To sum up, it is necessary to mention that there is an opinion that total quality management and business excellence tend to conflict with each other. This point of view is based on the observation that the latter type of practice is employed more commonly in the modern business industries and thus leads to the neglect and marginalization of quality. However, research and evidence show that the two pursue common goals and thus cannot be in conflict.
Book Chapter Summary and Understanding
In the chapter entitled “Process-oriented Quality Management”, Stracke (2006) explored the concept of quality management using approaching it from the points of view of both theory and practice. In particular, to review the changes that the contemporary organizations are required to make due to the changing industry and business dynamics, the author outlined four quality management concepts that play the most important roles in the generation of excellent performance. To be more precise, the author named the customer, process, and quality orientations as the major focal points of a business organization aiming at the creation of a high level of excellence and quality management.
Moreover, to emphasize that the aforementioned elements cover a very broad range of tasks and processes, Stracke (2006) specified that a holistic approach is required to address all of these goals at the same time. Also, a large portion of the chapter is dedicated to the explanation of the importance of process management regarding the generation of quality and excellence. In particular, explaining how process management works, the author uses the example of the success of Toyota Motors after the Second World War – a legendary case of brilliant strategic planning combined with the carefully selected and outlined business goals.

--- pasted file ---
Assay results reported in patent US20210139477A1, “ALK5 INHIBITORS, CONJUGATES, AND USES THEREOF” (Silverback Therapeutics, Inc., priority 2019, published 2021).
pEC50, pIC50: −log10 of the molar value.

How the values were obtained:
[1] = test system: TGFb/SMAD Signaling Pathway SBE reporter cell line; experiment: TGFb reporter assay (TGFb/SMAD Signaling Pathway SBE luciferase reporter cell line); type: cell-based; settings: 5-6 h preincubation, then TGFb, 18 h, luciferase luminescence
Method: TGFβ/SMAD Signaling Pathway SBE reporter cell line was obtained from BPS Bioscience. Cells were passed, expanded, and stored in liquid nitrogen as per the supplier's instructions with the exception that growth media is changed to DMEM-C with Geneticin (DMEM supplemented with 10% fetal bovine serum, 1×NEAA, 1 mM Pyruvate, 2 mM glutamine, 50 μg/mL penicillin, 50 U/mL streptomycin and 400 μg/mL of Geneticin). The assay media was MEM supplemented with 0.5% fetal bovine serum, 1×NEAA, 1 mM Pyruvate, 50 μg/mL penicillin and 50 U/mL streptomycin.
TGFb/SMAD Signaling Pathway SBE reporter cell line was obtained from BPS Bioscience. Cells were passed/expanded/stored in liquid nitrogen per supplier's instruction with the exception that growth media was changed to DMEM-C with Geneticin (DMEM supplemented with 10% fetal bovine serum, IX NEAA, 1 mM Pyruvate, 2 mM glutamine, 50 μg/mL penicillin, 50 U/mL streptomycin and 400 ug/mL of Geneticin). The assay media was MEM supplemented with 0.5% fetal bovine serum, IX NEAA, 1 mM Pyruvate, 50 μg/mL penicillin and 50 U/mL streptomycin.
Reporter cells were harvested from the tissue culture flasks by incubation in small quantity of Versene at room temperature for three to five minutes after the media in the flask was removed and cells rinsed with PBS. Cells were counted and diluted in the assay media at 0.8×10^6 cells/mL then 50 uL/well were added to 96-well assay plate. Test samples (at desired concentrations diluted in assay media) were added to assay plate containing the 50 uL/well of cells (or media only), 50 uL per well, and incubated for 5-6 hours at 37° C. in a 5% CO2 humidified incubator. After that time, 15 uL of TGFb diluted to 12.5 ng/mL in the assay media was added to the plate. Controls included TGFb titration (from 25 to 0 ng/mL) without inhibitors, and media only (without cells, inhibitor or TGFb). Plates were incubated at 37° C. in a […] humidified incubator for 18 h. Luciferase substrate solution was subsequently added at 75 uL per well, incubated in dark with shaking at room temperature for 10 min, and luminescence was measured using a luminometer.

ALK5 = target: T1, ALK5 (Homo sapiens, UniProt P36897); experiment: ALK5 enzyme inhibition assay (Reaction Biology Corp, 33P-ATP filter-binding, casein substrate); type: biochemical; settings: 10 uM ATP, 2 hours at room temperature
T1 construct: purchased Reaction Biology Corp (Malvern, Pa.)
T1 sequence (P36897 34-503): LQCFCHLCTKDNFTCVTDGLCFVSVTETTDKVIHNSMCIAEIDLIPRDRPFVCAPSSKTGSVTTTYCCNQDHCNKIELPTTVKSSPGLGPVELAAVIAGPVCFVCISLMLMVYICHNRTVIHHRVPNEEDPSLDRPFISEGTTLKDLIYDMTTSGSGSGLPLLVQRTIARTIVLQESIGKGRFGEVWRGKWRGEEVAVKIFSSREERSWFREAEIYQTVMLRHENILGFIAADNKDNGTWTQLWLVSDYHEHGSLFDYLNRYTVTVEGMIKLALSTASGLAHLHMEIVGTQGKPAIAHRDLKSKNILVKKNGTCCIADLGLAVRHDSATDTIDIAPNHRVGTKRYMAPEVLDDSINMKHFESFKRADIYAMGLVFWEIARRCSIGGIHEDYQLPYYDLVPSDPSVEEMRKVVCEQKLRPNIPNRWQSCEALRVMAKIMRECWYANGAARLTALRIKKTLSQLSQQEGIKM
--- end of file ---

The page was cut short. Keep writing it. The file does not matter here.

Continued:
To explore and explain the diversity of quality management practices, as well and the versatility of tasks they cover and goals for which they work. Moreover, the author points out that there exist various directions of management that participate in the generation of quality. Also, focusing on quality management specifically, Stracke (2006) moves on to the exploration of different approaches such as Six Sigma, TQM, or TQC (total quality control), KAIZEN, and CIP, and BPR (business process reengineering). Each of the approaches takes a unique path towards the improvement of quality. However, all of them tend to pursue the same goals and be based on the same objectives and tasks. It is up to the organizational leaders to choose which approach suits their businesses and objectives the best and select the paths that can be the most beneficial for the quality improvement and align with business strategies.